It took only a few short years, but a project that started in 2011 as a three-person operation in a single Silicon Valley company has led to a paradigm shift in the way we think about data storage in the cloud. The Open Compute Project, or OCP, has grown into a worldwide movement that is shaking up the networking and storage industries. While doing so, it is leading to cleaner, more efficient data centers and reportedly saving companies hundreds of millions – and even billions – of dollars.
OCP is an open-source community of engineers working on designing data centers and their components for maximum efficiency and scalability. According to OCP’s mission statement: “… openly sharing ideas, specifications and other intellectual property is the key to maximizing innovation and reducing operational complexity in the scalable computing space.”
OCP got its start as a Facebook initiative to scale its computing infrastructure as efficiently and economically as possible. Faced with exponential growth rates, the company “re-invented” the data center, designing one from the ground up with a focus on efficient servers, power handling, and cooling. According to OCP’s web site, when the newly designed data center went online, Facebook saw that it used 38 percent less energy to do the same work as its other facilities, while costing 24 percent less.
Rather than keep its new technologies and strategies proprietary, Facebook opted to share its innovations with the wider world as the Open Compute Project. By releasing its designs and specifications as open source, the company hoped to see the same kinds of innovation in hardware that the open-source model brought to the software industry.
“Opening the technology means the community will make advances that we wouldn’t have discovered if we had kept it secret,” it says on the OCP web site.
Today, the OCP community comprises thousands of participants spanning hundreds of companies around the world, each working to further develop and define the OCP specifications and make possible the most flexible, efficient and sustainable infrastructures. The Open Compute Project Foundation, the organization that now oversees the development of OCP, currently hosts summits across the United States and around the world, where the wide community has a chance to meet and discuss the latest developments with OCP.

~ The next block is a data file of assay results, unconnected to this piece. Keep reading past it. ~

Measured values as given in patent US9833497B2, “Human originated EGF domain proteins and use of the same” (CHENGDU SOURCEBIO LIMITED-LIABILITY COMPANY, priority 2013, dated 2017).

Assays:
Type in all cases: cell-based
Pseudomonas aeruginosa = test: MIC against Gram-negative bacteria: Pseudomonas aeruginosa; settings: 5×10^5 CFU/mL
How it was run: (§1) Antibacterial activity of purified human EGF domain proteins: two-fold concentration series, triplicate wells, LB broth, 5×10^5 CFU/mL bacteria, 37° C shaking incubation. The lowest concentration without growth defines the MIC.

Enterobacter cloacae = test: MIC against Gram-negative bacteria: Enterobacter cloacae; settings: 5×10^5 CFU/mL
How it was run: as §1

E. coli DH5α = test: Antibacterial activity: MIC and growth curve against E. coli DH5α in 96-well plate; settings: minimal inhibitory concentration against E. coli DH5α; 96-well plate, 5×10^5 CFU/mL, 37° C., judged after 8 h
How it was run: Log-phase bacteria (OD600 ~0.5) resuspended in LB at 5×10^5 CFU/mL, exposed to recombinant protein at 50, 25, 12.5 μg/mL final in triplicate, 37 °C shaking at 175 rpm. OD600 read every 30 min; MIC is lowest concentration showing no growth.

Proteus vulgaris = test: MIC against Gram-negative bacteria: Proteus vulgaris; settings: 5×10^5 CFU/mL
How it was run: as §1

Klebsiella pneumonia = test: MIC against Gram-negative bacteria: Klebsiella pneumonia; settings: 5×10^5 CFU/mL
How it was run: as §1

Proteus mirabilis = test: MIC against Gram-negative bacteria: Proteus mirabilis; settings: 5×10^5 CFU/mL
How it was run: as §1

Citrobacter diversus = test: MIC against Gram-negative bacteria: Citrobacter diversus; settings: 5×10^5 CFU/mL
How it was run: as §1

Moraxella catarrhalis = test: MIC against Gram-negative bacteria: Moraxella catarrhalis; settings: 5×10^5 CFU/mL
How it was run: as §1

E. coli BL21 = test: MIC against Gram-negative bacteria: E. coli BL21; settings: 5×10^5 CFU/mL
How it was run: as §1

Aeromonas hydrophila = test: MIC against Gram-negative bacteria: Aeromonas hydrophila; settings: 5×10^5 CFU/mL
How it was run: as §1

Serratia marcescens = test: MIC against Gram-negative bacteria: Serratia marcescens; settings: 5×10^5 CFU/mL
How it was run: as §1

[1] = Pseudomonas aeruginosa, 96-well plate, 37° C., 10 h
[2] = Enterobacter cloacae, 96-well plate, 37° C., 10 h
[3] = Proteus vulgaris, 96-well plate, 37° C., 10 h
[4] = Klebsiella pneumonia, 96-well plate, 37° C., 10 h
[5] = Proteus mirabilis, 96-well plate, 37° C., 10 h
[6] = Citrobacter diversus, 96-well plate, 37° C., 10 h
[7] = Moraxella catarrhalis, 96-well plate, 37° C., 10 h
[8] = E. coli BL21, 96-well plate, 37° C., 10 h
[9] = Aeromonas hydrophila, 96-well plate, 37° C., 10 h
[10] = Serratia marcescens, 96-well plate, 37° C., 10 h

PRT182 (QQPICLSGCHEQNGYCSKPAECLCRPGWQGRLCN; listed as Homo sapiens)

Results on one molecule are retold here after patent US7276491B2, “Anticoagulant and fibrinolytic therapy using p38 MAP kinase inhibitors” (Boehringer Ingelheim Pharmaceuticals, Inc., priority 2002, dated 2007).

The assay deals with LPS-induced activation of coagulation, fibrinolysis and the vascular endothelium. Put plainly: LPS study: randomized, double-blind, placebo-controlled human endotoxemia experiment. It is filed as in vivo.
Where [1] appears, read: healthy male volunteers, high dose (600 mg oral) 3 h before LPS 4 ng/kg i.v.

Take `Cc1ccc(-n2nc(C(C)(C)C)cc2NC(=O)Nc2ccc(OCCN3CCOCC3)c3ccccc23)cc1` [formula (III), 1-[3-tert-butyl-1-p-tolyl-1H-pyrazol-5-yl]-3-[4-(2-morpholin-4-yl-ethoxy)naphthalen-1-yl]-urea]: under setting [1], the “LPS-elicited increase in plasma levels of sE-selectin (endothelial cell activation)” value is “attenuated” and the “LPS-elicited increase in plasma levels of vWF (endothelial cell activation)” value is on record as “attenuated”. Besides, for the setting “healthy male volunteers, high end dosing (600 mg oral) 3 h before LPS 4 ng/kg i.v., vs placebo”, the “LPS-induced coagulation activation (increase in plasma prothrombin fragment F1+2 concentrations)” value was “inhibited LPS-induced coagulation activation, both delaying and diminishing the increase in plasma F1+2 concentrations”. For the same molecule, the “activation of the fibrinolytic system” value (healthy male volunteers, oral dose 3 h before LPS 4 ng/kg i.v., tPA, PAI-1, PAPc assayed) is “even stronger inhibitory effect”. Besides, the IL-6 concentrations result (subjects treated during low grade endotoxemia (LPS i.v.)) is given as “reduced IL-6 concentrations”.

The next OCP U.S. Summit will be held March 9 and 10 at the San Jose Convention Center in San Jose, California. More than 2,500 summit attendees from the technology, finance, government and consulting sectors are expected to attend.
The Seagate team will be at the summit, showcasing its comprehensive storage portfolio for the cloud market space. The company has the right storage solutions for the OCP community, providing the building blocks that enable and optimize OCP deployments ensuring companies meet their high-performance, low-cost, and efficient cloud objectives. Whether one’s needs are for an object storage cloud, Software Defined Storage or an HPC deployment, Seagate partners with industry-leading OCP partner with pre-validated solutions ready to go.
Some Seagate highlights at the summit will include:
- An unveiling of NVMe SSD solutions that will showcase not only high performance but also will be ideal for environments with limited power-usage requirements or cost constraints
- The new Seagate 10TB enterprise-capacity HDD based on helium technology
- Multiple Seagate workshops on Thursday, March 10, including the following:
- 9:00 a.m. -9:30 a.m.: Improving Software Defined Storage Ceph Performance While Reducing Costs
- 9:30 a.m. – 10 a.m.: NVMe Optional features for cloud SSD customization
- 10:20 a.m. – 10:35 a.m.: Expo Hall Seagate Talk
- 10:30 a.m. – 11 a.m.: Out-of-Band Management for OCP Server PCIe add-on-cards and SSDs
And for more information about the OCP summit, visit /www.opencompute.org/ocp-u.s.-summit-2016/.